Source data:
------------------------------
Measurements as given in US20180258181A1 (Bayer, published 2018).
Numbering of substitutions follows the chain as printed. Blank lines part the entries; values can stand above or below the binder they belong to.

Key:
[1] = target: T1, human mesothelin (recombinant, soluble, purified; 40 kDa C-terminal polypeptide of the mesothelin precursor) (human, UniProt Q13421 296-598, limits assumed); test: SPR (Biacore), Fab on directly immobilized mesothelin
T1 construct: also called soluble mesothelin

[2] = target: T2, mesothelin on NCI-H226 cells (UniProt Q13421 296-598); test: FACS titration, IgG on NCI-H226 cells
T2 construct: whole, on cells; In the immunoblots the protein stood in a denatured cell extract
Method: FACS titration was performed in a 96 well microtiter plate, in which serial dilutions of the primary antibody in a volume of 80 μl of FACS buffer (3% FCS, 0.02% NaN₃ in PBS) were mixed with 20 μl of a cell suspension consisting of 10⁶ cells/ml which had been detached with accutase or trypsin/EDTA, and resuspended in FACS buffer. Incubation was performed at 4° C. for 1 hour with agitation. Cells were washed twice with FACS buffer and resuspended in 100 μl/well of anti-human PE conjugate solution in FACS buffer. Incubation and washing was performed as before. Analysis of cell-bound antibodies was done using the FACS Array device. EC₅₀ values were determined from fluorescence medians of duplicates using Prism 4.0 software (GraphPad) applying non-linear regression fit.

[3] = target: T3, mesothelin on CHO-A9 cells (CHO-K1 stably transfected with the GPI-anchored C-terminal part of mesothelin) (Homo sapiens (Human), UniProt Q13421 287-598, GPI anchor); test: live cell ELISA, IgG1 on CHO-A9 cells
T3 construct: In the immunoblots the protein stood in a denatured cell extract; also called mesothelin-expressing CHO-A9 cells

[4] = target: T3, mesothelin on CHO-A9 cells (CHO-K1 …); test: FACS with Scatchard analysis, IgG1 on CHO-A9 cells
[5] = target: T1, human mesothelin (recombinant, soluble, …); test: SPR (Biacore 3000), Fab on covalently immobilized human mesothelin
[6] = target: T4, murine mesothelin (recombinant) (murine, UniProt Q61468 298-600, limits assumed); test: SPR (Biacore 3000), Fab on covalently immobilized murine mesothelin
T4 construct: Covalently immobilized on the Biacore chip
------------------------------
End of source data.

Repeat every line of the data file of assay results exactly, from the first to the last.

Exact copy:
Measurements as given in US20180258181A1 (Bayer, published 2018).
Numbering of substitutions follows the chain as printed. Blank lines part the entries; values can stand above or below the binder they belong to.

Key:
[1] = target: T1, human mesothelin (recombinant, soluble, purified; 40 kDa C-terminal polypeptide of the mesothelin precursor) (human, UniProt Q13421 296-598, limits assumed); test: SPR (Biacore), Fab on directly immobilized mesothelin
T1 construct: also called soluble mesothelin

[2] = target: T2, mesothelin on NCI-H226 cells (UniProt Q13421 296-598); test: FACS titration, IgG on NCI-H226 cells
T2 construct: whole, on cells; In the immunoblots the protein stood in a denatured cell extract
Method: FACS titration was performed in a 96 well microtiter plate, in which serial dilutions of the primary antibody in a volume of 80 μl of FACS buffer (3% FCS, 0.02% NaN₃ in PBS) were mixed with 20 μl of a cell suspension consisting of 10⁶ cells/ml which had been detached with accutase or trypsin/EDTA, and resuspended in FACS buffer. Incubation was performed at 4° C. for 1 hour with agitation. Cells were washed twice with FACS buffer and resuspended in 100 μl/well of anti-human PE conjugate solution in FACS buffer. Incubation and washing was performed as before. Analysis of cell-bound antibodies was done using the FACS Array device. EC₅₀ values were determined from fluorescence medians of duplicates using Prism 4.0 software (GraphPad) applying non-linear regression fit.

[3] = target: T3, mesothelin on CHO-A9 cells (CHO-K1 stably transfected with the GPI-anchored C-terminal part of mesothelin) (Homo sapiens (Human), UniProt Q13421 287-598, GPI anchor); test: live cell ELISA, IgG1 on CHO-A9 cells
T3 construct: In the immunoblots the protein stood in a denatured cell extract; also called mesothelin-expressing CHO-A9 cells

[4] = target: T3, mesothelin on CHO-A9 cells (CHO-K1 …); test: FACS with Scatchard analysis, IgG1 on CHO-A9 cells
[5] = target: T1, human mesothelin (recombinant, soluble, …); test: SPR (Biacore 3000), Fab on covalently immobilized human mesothelin
[6] = target: T4, murine mesothelin (recombinant) (murine, UniProt Q61468 298-600, limits assumed); test: SPR (Biacore 3000), Fab on covalently immobilized murine mesothelin
T4 construct: Covalently immobilized on the Biacore chip